If there is someone in your life you’re concerned about or worrying over, bring them to Jesus. Pray for them. Even that tiny act is enough for something great.

Our small resources in God’s hands are more than enough. When blessed in Jesus’ hands, the five loaves and two fish turn out to be a feast. Jesus actually divides five loaves among all of them, and then amazingly he divides the two small fish among them all as well.

The result is mind-blowing. We’re told not only that everyone eats but also that all are satisfied! And to show that God is more than enough for all our needs: they take up leftovers, and twelve baskets are filled!

Don’t miss the number here: twelve. Remember our tired and weary disciples? There are twelve of them. The number of leftover baskets helps remind them that just as they take care of the needs of others – distributing the food and giving them something to eat – God will always take care of their needs as well.  God is always “able to do immeasurably more than all we ask or imagine” (Ephesians 3:20).

There are people who analyze this miracle in a way that implies it is no miracle at all, saying that the people just reached into their coats for the little bit of food they brought and, inspired by Jesus, began sharing generously. While generosity is indeed a gift, this text, told in all four Gospels, clearly gives us a glimpse of the awe that both the crowd and the disciples had at Jesus’ miraculous actions. Just because miracles are impossible to understand doesn’t mean they have to be impossible to believe. Miracles are an opportunity to marvel at the marvelous, not to explain away the unexplainable.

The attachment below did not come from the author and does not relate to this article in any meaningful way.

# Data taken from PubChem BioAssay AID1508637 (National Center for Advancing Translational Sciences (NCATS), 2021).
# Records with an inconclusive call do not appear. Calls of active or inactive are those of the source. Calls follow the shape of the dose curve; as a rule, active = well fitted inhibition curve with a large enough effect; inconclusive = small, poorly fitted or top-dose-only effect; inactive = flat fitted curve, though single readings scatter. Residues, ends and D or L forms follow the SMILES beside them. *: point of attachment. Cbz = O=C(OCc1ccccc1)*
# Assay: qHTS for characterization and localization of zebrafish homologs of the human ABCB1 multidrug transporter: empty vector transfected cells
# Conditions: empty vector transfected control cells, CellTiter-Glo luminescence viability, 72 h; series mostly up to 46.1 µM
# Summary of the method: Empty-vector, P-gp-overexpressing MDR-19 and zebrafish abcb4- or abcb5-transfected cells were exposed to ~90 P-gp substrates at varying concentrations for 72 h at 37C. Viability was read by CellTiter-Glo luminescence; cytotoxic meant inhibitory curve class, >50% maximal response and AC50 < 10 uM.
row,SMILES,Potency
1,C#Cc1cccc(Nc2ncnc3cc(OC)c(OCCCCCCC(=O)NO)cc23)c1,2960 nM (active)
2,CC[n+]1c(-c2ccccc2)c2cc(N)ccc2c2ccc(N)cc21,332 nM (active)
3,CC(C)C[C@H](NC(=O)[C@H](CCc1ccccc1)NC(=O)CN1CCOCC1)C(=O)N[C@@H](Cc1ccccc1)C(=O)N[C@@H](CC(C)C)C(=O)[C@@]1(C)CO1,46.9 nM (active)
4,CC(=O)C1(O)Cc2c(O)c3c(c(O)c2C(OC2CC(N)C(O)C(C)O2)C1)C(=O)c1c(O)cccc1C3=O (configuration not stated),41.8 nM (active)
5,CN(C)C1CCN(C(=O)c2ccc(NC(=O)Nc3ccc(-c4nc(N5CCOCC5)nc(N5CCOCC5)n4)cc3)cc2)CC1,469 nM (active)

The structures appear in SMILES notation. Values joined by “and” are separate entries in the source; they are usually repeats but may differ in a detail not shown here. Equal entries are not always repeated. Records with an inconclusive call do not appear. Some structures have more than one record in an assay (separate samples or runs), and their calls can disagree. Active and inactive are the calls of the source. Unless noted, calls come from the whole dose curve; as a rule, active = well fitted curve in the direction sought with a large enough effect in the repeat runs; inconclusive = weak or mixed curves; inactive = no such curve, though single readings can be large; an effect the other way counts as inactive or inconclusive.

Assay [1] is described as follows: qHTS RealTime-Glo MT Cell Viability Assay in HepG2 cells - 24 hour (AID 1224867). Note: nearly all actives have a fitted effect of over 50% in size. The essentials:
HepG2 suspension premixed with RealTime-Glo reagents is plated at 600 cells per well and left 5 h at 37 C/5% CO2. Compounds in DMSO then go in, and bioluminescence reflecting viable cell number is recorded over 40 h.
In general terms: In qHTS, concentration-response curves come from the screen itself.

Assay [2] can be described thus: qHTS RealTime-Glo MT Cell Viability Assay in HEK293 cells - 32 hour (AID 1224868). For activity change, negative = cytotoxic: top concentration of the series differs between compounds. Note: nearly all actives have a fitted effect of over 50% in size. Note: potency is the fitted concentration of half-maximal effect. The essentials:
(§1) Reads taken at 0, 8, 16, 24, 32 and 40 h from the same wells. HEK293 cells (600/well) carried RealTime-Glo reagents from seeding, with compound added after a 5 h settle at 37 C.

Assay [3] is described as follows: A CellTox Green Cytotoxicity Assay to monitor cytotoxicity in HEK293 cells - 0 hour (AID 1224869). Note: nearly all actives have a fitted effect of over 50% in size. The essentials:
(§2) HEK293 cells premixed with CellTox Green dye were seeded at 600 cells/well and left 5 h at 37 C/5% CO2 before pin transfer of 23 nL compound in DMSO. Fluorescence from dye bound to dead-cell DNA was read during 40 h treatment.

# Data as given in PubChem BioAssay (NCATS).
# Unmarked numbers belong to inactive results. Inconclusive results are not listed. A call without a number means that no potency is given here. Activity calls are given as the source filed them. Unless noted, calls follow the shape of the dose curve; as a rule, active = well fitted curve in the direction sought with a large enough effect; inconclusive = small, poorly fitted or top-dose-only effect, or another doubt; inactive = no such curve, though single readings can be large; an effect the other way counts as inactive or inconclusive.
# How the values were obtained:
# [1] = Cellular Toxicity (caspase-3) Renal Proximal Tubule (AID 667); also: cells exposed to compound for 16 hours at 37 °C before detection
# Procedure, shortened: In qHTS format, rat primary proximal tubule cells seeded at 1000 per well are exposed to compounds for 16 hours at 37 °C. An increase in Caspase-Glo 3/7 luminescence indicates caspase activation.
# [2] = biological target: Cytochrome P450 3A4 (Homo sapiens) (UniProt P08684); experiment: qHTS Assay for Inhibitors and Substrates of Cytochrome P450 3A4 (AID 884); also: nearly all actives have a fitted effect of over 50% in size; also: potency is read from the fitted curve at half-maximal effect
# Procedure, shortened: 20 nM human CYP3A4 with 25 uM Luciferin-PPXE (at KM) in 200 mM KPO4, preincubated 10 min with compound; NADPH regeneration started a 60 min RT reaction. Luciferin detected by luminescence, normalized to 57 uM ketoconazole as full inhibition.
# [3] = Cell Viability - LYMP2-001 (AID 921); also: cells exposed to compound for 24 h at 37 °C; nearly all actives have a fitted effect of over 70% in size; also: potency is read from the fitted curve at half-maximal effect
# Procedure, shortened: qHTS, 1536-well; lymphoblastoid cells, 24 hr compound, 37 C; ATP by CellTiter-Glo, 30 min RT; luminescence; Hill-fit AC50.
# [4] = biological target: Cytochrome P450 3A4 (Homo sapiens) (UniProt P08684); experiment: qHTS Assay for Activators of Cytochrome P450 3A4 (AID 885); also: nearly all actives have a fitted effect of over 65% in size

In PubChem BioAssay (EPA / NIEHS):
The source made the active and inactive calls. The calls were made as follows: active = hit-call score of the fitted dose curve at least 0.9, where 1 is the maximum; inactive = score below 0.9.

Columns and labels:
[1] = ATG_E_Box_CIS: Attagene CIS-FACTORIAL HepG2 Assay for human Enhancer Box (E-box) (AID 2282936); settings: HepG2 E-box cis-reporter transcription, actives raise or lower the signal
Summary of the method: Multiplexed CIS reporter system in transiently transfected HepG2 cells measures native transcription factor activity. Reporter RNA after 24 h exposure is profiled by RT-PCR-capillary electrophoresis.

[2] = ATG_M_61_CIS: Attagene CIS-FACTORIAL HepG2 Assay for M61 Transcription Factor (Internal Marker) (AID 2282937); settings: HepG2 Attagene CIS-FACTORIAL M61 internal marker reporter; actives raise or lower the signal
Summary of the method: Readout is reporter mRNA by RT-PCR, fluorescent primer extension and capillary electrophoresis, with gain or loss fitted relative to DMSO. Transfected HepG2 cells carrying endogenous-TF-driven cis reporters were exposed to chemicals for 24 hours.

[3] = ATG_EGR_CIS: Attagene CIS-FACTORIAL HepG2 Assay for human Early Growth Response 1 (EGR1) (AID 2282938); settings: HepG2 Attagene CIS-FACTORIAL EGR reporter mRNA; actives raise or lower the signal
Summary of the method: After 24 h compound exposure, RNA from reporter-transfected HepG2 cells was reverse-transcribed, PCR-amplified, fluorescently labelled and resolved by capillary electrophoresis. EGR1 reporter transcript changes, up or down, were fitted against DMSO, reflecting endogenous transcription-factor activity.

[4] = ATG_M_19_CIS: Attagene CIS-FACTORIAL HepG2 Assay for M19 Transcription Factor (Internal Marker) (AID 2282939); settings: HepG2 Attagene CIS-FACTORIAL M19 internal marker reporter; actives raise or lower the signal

The crowd is large. The hunger and exhaustion are great. The boy is small. The lunch basket is meager. But Jesus is enough!

In his book Brave Enough to Follow, Stuart Briscoe reminds us that “human resources, however limited, when willingly offered and divinely empowered, are more than adequate to achieve divine ends.” Remember that what is small in our hands is big in Jesus’ hands. Even if you weigh your situation and find the difference between the needs and the provisions to be great, remember that God is greater.

He loves to show off by using the smallest among us. He pays attention to the heart’s desire of even the smallest four-year-old. He sees people’s hunger for teaching, truth, and shepherding, and still meets their need for lunch. This is how great our God is: that the biggest things he does often begin with something small. 

Jessica LaGrone is the Dean of Chapel at Asbury Theological Seminary in Wilmore, Kentucky, and an ordained elder in the United Methodist Church. Her books and Bible studies include Namesake, Broken and Blessed, and Set Apart. This article is excerpted from Inside the Miracles of Jesus: Discovering the Power of Desperation, recently released by Abingdon Press. Reprinted by permission.

You can purchase the book here.